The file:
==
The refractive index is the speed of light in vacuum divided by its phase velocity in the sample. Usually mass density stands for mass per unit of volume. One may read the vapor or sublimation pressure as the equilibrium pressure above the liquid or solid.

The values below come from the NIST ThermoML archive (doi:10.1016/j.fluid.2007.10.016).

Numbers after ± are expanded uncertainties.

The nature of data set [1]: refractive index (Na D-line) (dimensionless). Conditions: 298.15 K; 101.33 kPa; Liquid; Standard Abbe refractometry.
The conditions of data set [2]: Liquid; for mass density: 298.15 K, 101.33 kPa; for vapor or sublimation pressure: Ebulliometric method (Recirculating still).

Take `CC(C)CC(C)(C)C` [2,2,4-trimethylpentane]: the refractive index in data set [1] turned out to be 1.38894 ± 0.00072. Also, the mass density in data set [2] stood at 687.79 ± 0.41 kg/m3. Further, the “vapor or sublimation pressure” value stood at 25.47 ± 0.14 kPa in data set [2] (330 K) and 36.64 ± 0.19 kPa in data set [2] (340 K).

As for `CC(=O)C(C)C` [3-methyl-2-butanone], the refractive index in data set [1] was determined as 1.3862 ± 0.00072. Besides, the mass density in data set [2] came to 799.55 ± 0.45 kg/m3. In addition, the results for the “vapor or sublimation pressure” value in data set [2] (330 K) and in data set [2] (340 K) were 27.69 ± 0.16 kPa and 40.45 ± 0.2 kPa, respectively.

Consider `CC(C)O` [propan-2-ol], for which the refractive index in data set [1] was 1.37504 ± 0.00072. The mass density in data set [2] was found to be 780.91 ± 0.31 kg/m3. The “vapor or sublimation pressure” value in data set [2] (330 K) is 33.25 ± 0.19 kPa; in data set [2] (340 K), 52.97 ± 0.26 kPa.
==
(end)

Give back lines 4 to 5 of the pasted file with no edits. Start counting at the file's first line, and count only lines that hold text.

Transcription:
The nature of data set [1]: refractive index (Na D-line) (dimensionless). Conditions: 298.15 K; 101.33 kPa; Liquid; Standard Abbe refractometry.
The conditions of data set [2]: Liquid; for mass density: 298.15 K, 101.33 kPa; for vapor or sublimation pressure: Ebulliometric method (Recirculating still).